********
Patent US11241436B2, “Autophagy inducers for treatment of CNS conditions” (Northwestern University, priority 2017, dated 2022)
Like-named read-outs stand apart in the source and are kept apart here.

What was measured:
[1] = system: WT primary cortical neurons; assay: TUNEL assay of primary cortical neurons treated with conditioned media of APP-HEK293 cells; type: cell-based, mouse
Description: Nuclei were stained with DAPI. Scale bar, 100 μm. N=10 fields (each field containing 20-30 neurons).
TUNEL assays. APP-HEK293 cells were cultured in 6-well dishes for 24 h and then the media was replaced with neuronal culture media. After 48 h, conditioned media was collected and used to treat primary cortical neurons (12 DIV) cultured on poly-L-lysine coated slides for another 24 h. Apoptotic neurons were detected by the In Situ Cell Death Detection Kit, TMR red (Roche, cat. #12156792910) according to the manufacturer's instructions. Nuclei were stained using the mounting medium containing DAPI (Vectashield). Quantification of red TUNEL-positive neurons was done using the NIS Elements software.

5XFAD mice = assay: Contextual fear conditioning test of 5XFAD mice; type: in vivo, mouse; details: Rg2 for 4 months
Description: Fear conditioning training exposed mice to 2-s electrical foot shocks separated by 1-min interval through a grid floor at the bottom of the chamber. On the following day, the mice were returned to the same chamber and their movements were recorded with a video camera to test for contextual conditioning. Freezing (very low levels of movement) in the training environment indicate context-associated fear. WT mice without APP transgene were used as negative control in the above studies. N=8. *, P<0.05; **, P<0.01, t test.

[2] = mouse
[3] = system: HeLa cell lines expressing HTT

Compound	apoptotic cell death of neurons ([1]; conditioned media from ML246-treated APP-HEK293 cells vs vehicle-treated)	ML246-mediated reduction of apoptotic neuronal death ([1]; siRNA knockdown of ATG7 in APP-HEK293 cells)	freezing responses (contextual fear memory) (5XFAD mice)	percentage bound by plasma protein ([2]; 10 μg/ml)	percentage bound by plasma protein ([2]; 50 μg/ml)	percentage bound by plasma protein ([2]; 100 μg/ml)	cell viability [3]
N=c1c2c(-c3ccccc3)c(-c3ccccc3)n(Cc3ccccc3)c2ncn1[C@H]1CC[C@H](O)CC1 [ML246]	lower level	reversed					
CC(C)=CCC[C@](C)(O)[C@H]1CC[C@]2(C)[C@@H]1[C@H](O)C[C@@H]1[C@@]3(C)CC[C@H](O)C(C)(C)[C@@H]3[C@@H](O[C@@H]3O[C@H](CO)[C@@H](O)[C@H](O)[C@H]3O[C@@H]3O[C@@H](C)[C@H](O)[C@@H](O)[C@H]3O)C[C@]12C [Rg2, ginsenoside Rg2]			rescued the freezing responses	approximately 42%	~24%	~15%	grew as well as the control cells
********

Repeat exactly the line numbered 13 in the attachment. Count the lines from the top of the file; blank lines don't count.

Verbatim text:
CC(C)=CCC[C@](C)(O)[C@H]1CC[C@]2(C)[C@@H]1[C@H](O)C[C@@H]1[C@@]3(C)CC[C@H](O)C(C)(C)[C@@H]3[C@@H](O[C@@H]3O[C@H](CO)[C@@H](O)[C@H](O)[C@H]3O[C@@H]3O[C@@H](C)[C@H](O)[C@@H](O)[C@H]3O)C[C@]12C [Rg2, ginsenoside Rg2]			rescued the freezing responses	approximately 42%	~24%	~15%	grew as well as the control cells